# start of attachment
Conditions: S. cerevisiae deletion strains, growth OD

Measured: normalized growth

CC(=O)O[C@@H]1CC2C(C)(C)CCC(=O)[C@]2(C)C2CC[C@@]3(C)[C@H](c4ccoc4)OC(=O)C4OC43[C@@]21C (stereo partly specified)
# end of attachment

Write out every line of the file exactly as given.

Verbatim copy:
Conditions: S. cerevisiae deletion strains, growth OD

Measured: normalized growth

CC(=O)O[C@@H]1CC2C(C)(C)CCC(=O)[C@]2(C)C2CC[C@@]3(C)[C@H](c4ccoc4)OC(=O)C4OC43[C@@]21C (stereo partly specified)